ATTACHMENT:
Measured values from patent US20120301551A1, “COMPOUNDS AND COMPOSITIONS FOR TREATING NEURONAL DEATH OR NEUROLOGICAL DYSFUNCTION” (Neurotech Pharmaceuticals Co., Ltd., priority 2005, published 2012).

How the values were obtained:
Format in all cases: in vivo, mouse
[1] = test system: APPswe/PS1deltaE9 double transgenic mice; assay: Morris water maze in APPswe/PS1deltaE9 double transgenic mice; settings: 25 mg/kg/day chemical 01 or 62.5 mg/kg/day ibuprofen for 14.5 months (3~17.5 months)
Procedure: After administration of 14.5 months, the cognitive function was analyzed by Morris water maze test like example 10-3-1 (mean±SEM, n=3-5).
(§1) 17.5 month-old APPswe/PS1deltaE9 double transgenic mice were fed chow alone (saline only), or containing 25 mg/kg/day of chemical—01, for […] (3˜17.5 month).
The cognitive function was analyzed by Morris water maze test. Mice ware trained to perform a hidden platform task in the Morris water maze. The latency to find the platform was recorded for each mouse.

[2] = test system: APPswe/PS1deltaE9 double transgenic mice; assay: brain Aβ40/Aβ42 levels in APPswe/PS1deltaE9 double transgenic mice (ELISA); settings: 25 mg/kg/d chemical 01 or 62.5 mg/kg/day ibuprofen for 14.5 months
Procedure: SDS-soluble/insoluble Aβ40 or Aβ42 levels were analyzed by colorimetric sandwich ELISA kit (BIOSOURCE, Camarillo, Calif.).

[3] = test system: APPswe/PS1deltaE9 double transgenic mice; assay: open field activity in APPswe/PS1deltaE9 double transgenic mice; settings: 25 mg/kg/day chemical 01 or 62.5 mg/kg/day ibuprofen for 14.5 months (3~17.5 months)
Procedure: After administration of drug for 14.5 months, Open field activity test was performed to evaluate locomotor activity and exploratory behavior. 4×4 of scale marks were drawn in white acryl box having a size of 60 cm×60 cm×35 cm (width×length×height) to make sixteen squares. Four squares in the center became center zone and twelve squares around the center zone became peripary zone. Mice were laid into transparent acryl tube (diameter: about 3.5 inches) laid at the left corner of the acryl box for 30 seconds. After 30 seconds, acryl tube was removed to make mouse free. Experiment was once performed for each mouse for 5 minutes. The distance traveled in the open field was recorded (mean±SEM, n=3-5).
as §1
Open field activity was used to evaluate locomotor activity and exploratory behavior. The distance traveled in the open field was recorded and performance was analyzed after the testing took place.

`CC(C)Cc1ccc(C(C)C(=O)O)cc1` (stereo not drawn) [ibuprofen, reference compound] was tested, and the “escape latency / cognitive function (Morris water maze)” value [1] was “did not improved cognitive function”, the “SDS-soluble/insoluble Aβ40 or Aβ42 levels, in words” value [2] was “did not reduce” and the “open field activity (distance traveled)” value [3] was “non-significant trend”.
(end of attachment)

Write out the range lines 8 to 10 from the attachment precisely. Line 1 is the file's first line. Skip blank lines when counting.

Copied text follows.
[2] = test system: APPswe/PS1deltaE9 double transgenic mice; assay: brain Aβ40/Aβ42 levels in APPswe/PS1deltaE9 double transgenic mice (ELISA); settings: 25 mg/kg/d chemical 01 or 62.5 mg/kg/day ibuprofen for 14.5 months
Procedure: SDS-soluble/insoluble Aβ40 or Aβ42 levels were analyzed by colorimetric sandwich ELISA kit (BIOSOURCE, Camarillo, Calif.).

[3] = test system: APPswe/PS1deltaE9 double transgenic mice; assay: open field activity in APPswe/PS1deltaE9 double transgenic mice; settings: 25 mg/kg/day chemical 01 or 62.5 mg/kg/day ibuprofen for 14.5 months (3~17.5 months)